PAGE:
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Wash. begins treatment for invasive beetle

Treatments started April 1 in Grandview, other areas.

Farm Press Staff

April 8, 2024

2 Min Read
Japanese beetle damage
Japanese beetle damage.Oregon Department of Agriculture

Agriculture officials in Washington state have begun the latest in their annual treatments against the Japanese beetle, a pest harmful to numerous crops.

The state Department of Agriculture on April 1 began conducting treatments in Grandview, Sunnyside, Mabton, Prosser, Wapato and Pasco as part of a multiyear eradication effort.

The treatments started less than a month after the state expanded the boundaries of a quarantine for the pest in central Washington based on trapping data from the 2023 season.

Treatments started on large public properties and will continue at private residences where landowners give consent, which is urged as soon as possible.

WSDA is hoping to treat 11,000 properties in southeastern Washington. A certified pesticide applicator contractor will conduct the treatments on behalf of WSDA. The product being used for the treatments – an insecticide called Acelepryn, is a reduced-risk pesticide that according to the Washington State Department of Health poses low risk to humans, pets and birds.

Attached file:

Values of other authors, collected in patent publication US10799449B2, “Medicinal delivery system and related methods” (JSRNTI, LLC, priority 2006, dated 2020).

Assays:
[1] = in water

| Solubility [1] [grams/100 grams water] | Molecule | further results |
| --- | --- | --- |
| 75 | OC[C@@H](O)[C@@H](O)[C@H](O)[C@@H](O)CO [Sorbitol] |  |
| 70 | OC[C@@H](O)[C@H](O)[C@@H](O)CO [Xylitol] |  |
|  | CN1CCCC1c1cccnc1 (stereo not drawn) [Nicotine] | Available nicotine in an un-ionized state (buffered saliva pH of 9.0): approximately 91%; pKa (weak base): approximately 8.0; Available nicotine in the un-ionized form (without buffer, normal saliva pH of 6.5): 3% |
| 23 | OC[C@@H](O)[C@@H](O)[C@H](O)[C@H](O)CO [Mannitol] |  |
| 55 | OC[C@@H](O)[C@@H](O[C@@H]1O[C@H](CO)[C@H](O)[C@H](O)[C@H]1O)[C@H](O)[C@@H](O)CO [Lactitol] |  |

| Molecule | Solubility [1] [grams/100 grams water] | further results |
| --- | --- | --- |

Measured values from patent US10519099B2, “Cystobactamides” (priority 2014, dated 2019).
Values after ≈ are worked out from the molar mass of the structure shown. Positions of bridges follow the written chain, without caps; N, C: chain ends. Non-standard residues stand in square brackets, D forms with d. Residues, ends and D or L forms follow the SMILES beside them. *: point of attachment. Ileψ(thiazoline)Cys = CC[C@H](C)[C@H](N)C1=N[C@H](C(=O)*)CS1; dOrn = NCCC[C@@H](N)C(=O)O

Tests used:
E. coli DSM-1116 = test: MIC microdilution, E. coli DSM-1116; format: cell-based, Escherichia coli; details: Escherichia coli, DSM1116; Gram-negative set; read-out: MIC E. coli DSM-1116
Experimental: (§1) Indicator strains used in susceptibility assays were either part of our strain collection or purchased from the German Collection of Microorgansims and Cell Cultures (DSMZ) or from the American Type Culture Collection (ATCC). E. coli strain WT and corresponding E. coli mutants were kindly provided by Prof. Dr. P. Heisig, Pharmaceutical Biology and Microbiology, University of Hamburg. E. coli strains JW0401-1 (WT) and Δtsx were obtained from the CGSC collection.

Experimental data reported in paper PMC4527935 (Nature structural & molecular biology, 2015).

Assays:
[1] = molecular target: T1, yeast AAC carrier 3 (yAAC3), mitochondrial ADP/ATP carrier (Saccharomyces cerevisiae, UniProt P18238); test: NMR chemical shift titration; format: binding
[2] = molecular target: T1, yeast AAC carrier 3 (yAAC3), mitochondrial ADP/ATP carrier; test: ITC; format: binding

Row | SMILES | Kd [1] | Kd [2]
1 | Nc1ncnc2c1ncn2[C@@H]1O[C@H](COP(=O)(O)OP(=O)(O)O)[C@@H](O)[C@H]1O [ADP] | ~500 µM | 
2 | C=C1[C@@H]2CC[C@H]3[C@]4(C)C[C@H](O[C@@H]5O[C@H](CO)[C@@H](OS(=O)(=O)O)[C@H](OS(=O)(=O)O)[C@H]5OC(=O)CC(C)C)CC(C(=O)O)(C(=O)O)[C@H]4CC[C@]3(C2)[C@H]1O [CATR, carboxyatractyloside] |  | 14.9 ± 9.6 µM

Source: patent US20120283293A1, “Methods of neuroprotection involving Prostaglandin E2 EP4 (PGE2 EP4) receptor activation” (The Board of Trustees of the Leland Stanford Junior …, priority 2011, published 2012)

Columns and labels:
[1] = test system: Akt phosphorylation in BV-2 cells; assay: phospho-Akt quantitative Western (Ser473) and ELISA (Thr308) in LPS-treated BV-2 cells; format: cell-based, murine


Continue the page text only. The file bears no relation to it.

Japanese beetles were initially detected in Grandview and Sunnyside in 2021 when a total of three beetles were trapped in the area. The following year, WSDA trapped over 24,000 beetles in the same area. Numbers dropped to 19,000 beetles in 2023. 

Related:Wash. expands beetle quarantine boundaries

“Our efforts are starting to work,” said Camilo Acosta, the state's Japanese beetle eradication coordinator. “But the people who sign up for treatments, the more successful we’ll be at getting rid of this pest.”

Japanese beetle adults are metallic green and brown and have little tufts of white hair on their sides. They emerge – usually from lawns or in other soil – in the spring and feed throughout the summer. From fall to spring the grubs (larvae) overwinter in the soil and slowly develop into mature adults ready to emerge again in the spring.

The beetles are a pest of more than 300 types of crops, including lawns, roses, grapes, hops and more.

For additional assistance giving consent, property owners can contact the Pest Program at [email protected] or 1-800-443-6684. Assistance is available in both English and Spanish.

Source: Washington State Department of Agriculture

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